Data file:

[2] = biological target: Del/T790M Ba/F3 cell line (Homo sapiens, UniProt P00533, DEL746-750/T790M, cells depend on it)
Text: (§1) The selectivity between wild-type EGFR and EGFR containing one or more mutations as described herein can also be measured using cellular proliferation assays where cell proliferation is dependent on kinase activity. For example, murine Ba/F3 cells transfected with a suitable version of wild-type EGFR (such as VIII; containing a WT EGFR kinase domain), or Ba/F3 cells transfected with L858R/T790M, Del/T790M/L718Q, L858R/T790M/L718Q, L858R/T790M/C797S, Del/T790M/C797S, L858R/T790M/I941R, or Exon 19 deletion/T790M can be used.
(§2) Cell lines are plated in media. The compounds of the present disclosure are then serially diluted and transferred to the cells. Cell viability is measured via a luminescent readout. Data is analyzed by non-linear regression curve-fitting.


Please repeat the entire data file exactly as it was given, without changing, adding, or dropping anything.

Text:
[2] = biological target: Del/T790M Ba/F3 cell line (Homo sapiens, UniProt P00533, DEL746-750/T790M, cells depend on it)
Text: (§1) The selectivity between wild-type EGFR and EGFR containing one or more mutations as described herein can also be measured using cellular proliferation assays where cell proliferation is dependent on kinase activity. For example, murine Ba/F3 cells transfected with a suitable version of wild-type EGFR (such as VIII; containing a WT EGFR kinase domain), or Ba/F3 cells transfected with L858R/T790M, Del/T790M/L718Q, L858R/T790M/L718Q, L858R/T790M/C797S, Del/T790M/C797S, L858R/T790M/I941R, or Exon 19 deletion/T790M can be used.
(§2) Cell lines are plated in media. The compounds of the present disclosure are then serially diluted and transferred to the cells. Cell viability is measured via a luminescent readout. Data is analyzed by non-linear regression curve-fitting.